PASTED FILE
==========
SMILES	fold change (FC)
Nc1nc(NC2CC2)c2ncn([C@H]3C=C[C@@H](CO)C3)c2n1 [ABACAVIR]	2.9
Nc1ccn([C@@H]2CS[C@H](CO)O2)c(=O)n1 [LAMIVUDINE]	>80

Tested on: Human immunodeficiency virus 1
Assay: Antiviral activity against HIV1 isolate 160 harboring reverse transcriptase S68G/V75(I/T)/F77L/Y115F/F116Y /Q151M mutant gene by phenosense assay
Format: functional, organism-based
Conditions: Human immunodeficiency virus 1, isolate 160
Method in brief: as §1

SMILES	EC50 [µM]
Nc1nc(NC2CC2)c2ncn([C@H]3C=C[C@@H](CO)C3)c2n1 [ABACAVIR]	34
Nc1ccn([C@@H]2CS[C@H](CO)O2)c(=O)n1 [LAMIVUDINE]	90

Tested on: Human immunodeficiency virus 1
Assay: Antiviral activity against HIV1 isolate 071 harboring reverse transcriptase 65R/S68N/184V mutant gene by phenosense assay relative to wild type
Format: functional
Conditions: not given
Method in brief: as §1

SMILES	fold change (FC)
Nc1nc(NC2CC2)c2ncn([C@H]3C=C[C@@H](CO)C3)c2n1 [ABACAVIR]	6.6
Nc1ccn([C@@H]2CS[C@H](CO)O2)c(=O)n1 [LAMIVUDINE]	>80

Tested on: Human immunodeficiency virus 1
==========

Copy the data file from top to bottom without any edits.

SMILES	fold change (FC)
Nc1nc(NC2CC2)c2ncn([C@H]3C=C[C@@H](CO)C3)c2n1 [ABACAVIR]	2.9
Nc1ccn([C@@H]2CS[C@H](CO)O2)c(=O)n1 [LAMIVUDINE]	>80

Tested on: Human immunodeficiency virus 1
Assay: Antiviral activity against HIV1 isolate 160 harboring reverse transcriptase S68G/V75(I/T)/F77L/Y115F/F116Y /Q151M mutant gene by phenosense assay
Format: functional, organism-based
Conditions: Human immunodeficiency virus 1, isolate 160
Method in brief: as §1

SMILES	EC50 [µM]
Nc1nc(NC2CC2)c2ncn([C@H]3C=C[C@@H](CO)C3)c2n1 [ABACAVIR]	34
Nc1ccn([C@@H]2CS[C@H](CO)O2)c(=O)n1 [LAMIVUDINE]	90

Tested on: Human immunodeficiency virus 1
Assay: Antiviral activity against HIV1 isolate 071 harboring reverse transcriptase 65R/S68N/184V mutant gene by phenosense assay relative to wild type
Format: functional
Conditions: not given
Method in brief: as §1

SMILES	fold change (FC)
Nc1nc(NC2CC2)c2ncn([C@H]3C=C[C@@H](CO)C3)c2n1 [ABACAVIR]	6.6
Nc1ccn([C@@H]2CS[C@H](CO)O2)c(=O)n1 [LAMIVUDINE]	>80

Tested on: Human immunodeficiency virus 1